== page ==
The motif of the circle has been chosen for its universality and its simplicity. However, I have chosen to paint my circles in a particular way; they are not perfectly round and not always quite closed. Nor do I put my circles in any regular pattern, they are just placed closely together. This lack of perfection and completeness allows the painting to feel organic, and implies a situation where change is possible. Indeed making a painting from a set of perfect circles aligned on a grid would look too much like computer graphics for my purpose. I want a human, hands-on intervention in the production of the painting. I want it to be in part, performance art. After all 'I am Nature'! So I am regarding what happens on my canvas as an analogue of the unfolding evolution of a complex adaptive system.
My game, my rules - self imposed constraints
Constraints are necessary to the making of a piece of art, as they are in real life, or in a computer model. The constraints I have imposed upon myself are my rules for painting this series of work. I have chosen my simple circular motif, and must now decide a way to use it throughout the painting process. After their initial application to the canvas, circles do not get created or destroyed, during the making of the painting. Instead, they participate in the performance by being frequently over-painted with a new colour, a new value. A colour change is the result of interactions with neighbours, and can be applied to circles, to the background, or to both. The new colour may be transparent, or may not overlap exactly the colour beneath, so that a history of the painting process can to a certain extent be discerned.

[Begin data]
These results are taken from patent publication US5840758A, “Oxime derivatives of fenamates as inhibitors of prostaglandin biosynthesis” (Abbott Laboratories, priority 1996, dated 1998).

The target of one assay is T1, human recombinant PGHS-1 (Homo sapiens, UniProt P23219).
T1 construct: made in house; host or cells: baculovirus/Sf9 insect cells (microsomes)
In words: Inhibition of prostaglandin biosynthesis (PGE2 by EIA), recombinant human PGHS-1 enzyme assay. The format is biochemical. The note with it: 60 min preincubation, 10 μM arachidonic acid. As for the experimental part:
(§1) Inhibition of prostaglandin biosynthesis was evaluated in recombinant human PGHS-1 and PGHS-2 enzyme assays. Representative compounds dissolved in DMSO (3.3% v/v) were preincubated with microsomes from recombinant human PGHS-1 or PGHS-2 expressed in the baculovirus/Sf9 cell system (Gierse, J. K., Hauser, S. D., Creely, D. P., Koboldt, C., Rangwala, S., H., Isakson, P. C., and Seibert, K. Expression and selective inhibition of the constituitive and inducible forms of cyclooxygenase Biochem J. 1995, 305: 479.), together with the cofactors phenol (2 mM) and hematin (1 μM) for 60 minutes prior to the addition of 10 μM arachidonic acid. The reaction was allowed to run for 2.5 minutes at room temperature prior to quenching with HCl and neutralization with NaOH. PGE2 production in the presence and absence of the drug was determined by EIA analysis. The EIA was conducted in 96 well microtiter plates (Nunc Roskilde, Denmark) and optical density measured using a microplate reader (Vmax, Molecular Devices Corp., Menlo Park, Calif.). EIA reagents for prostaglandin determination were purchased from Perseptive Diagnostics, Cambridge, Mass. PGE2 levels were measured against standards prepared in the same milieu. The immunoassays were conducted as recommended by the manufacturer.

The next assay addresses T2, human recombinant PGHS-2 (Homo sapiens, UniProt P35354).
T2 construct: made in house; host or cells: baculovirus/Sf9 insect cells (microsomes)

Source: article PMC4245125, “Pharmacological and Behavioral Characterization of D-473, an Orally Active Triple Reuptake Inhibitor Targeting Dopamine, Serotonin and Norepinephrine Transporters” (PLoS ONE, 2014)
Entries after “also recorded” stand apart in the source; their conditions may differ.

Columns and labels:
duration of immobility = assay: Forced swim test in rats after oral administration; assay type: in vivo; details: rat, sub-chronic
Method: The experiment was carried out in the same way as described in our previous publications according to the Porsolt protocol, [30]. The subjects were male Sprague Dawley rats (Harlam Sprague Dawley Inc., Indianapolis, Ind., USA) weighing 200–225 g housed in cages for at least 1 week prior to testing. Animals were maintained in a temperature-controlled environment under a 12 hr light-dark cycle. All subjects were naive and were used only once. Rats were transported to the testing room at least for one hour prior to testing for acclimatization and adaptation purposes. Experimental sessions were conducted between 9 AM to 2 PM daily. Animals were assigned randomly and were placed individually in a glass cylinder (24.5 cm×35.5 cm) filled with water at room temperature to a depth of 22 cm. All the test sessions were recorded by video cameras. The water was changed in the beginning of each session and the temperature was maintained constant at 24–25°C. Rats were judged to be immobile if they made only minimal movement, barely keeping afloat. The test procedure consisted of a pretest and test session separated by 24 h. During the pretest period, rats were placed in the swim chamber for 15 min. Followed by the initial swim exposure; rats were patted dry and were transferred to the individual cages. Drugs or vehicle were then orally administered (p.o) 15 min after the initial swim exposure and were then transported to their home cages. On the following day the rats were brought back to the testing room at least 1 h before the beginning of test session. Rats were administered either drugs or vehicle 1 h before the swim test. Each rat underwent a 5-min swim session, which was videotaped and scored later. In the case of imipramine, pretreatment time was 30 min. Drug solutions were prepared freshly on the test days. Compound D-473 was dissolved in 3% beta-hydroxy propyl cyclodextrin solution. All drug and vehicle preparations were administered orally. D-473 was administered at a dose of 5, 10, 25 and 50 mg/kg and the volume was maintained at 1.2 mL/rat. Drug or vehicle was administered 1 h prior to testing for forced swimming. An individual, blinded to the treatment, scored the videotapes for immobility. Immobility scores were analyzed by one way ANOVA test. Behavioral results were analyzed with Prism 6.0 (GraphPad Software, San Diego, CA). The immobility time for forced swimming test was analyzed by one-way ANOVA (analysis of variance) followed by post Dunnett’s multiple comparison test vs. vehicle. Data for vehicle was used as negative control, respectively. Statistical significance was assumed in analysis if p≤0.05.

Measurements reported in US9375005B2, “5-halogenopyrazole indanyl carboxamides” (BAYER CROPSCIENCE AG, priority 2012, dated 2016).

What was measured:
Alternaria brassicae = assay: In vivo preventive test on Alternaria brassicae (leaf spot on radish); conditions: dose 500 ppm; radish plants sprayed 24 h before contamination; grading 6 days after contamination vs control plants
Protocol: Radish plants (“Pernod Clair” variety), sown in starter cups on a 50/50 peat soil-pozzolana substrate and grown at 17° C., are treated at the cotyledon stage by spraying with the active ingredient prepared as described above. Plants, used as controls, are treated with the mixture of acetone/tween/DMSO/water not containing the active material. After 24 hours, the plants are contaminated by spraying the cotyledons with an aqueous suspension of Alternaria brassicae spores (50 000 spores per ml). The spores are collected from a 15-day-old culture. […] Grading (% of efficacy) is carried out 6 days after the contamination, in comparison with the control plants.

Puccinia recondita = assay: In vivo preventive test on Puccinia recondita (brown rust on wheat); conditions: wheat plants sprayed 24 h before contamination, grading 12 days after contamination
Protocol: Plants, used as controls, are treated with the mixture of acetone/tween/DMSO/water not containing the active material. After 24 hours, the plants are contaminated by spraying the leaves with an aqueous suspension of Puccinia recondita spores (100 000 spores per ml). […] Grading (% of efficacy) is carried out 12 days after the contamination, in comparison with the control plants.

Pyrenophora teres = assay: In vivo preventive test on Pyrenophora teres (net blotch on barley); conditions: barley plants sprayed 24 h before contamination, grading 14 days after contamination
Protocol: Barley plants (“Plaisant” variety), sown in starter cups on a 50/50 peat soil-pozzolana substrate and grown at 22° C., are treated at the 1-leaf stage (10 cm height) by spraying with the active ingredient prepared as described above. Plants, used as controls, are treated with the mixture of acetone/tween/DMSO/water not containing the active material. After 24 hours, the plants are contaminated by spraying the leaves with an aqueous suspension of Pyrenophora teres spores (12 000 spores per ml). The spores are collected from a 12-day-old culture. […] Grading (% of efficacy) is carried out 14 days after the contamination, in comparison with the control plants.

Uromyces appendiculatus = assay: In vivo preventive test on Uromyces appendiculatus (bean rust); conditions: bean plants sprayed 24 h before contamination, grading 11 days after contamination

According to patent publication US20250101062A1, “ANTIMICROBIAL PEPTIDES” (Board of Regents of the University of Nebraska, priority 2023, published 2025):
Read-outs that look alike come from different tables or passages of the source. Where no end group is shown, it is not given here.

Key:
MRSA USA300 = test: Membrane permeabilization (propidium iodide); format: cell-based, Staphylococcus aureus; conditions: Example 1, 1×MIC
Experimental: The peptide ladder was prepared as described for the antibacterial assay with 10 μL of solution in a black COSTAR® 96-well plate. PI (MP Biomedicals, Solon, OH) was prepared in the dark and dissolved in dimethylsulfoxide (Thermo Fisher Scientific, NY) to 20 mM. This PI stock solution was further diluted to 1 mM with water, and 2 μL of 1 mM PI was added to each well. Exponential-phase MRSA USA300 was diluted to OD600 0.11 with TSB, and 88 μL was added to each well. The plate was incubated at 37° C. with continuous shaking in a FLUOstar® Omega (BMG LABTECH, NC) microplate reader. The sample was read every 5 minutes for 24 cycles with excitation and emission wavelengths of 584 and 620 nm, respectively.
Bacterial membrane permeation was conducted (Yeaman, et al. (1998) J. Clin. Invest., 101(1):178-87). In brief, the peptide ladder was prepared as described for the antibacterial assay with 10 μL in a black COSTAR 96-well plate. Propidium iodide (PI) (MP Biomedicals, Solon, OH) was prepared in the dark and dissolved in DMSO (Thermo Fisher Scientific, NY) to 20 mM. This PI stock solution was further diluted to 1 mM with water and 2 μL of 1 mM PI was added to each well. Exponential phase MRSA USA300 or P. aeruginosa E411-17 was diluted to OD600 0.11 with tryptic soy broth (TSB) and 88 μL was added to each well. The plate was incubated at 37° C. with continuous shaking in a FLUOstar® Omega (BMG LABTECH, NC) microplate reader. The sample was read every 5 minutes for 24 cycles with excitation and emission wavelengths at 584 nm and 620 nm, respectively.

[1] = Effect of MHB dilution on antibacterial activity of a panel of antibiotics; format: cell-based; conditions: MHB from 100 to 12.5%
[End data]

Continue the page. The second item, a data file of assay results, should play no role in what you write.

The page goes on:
I move around the canvas in steps. At each step I work on an area of the canvas chosen at random*, or more realistically, that has caught my eye. I apply a new colour to some of the circles in and around the chosen area. The choices of colour and which circles to paint, are made as a direct result of my response to the area from up close. Sometimes I strive to harmonise the change with the original, sometimes I strive to challenge it. Using my aesthetic judgement I allow all the nearby relationships between background and circles, and between circles and their neighbours, to affect a change of colour. It may be that I decide to use a contrasting colour for some circles, or a similar colour but a variation in tone. I might also decide to alter the background colour in the region. There are a myriad of such thoughts. After some time, another area will catch my attention and I will repeat the process there.
My aim is to have no great overall plan at these 'up close' steps as I allow a mixture of whim and judgement to rule. The original colour and design of areas may be quite hard to see by now, but some history can still be tracked back through the painted surface.
Defining the end game - the bigger picture
After so many steps that I feel I need to assess what is going on, I stand back and take a long time looking. It is here that I want to invoke some rules that define an overall direction for my painting. Biological systems constantly adapt to the tune of some evolutionary or genetically predefined criteria. As environments change, the entities within an environment (who are both actors in, and co-creators, of the environment) reach some balance with each other that is a temporary best case scenario that persists until conditions change once more.